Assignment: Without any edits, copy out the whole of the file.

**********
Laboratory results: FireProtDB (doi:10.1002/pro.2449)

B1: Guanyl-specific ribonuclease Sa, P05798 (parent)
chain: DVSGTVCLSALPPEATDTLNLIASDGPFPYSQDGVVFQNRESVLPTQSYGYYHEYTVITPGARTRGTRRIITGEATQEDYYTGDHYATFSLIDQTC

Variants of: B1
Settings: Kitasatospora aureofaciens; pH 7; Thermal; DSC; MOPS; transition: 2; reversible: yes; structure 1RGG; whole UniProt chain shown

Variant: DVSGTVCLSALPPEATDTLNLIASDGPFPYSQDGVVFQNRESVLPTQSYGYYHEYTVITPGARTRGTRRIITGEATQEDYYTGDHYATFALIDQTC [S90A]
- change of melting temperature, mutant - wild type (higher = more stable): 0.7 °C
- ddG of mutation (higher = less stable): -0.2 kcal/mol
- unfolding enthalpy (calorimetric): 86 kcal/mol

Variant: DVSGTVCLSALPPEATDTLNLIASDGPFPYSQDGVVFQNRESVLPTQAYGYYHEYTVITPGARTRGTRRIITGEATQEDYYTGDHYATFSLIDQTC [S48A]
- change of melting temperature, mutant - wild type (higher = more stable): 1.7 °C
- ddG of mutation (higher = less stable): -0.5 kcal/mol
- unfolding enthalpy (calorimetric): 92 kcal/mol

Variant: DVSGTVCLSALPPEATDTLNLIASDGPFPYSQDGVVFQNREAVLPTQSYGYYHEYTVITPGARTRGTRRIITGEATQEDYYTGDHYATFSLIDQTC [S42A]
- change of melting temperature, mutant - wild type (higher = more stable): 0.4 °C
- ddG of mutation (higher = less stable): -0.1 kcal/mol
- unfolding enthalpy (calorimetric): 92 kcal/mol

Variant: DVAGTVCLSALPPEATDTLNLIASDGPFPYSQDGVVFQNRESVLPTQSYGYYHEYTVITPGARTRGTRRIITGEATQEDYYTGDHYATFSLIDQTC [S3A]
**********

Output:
Laboratory results: FireProtDB (doi:10.1002/pro.2449)

B1: Guanyl-specific ribonuclease Sa, P05798 (parent)
chain: DVSGTVCLSALPPEATDTLNLIASDGPFPYSQDGVVFQNRESVLPTQSYGYYHEYTVITPGARTRGTRRIITGEATQEDYYTGDHYATFSLIDQTC

Variants of: B1
Settings: Kitasatospora aureofaciens; pH 7; Thermal; DSC; MOPS; transition: 2; reversible: yes; structure 1RGG; whole UniProt chain shown

Variant: DVSGTVCLSALPPEATDTLNLIASDGPFPYSQDGVVFQNRESVLPTQSYGYYHEYTVITPGARTRGTRRIITGEATQEDYYTGDHYATFALIDQTC [S90A]
- change of melting temperature, mutant - wild type (higher = more stable): 0.7 °C
- ddG of mutation (higher = less stable): -0.2 kcal/mol
- unfolding enthalpy (calorimetric): 86 kcal/mol

Variant: DVSGTVCLSALPPEATDTLNLIASDGPFPYSQDGVVFQNRESVLPTQAYGYYHEYTVITPGARTRGTRRIITGEATQEDYYTGDHYATFSLIDQTC [S48A]
- change of melting temperature, mutant - wild type (higher = more stable): 1.7 °C
- ddG of mutation (higher = less stable): -0.5 kcal/mol
- unfolding enthalpy (calorimetric): 92 kcal/mol

Variant: DVSGTVCLSALPPEATDTLNLIASDGPFPYSQDGVVFQNREAVLPTQSYGYYHEYTVITPGARTRGTRRIITGEATQEDYYTGDHYATFSLIDQTC [S42A]
- change of melting temperature, mutant - wild type (higher = more stable): 0.4 °C
- ddG of mutation (higher = less stable): -0.1 kcal/mol
- unfolding enthalpy (calorimetric): 92 kcal/mol

Variant: DVAGTVCLSALPPEATDTLNLIASDGPFPYSQDGVVFQNRESVLPTQSYGYYHEYTVITPGARTRGTRRIITGEATQEDYYTGDHYATFSLIDQTC [S3A]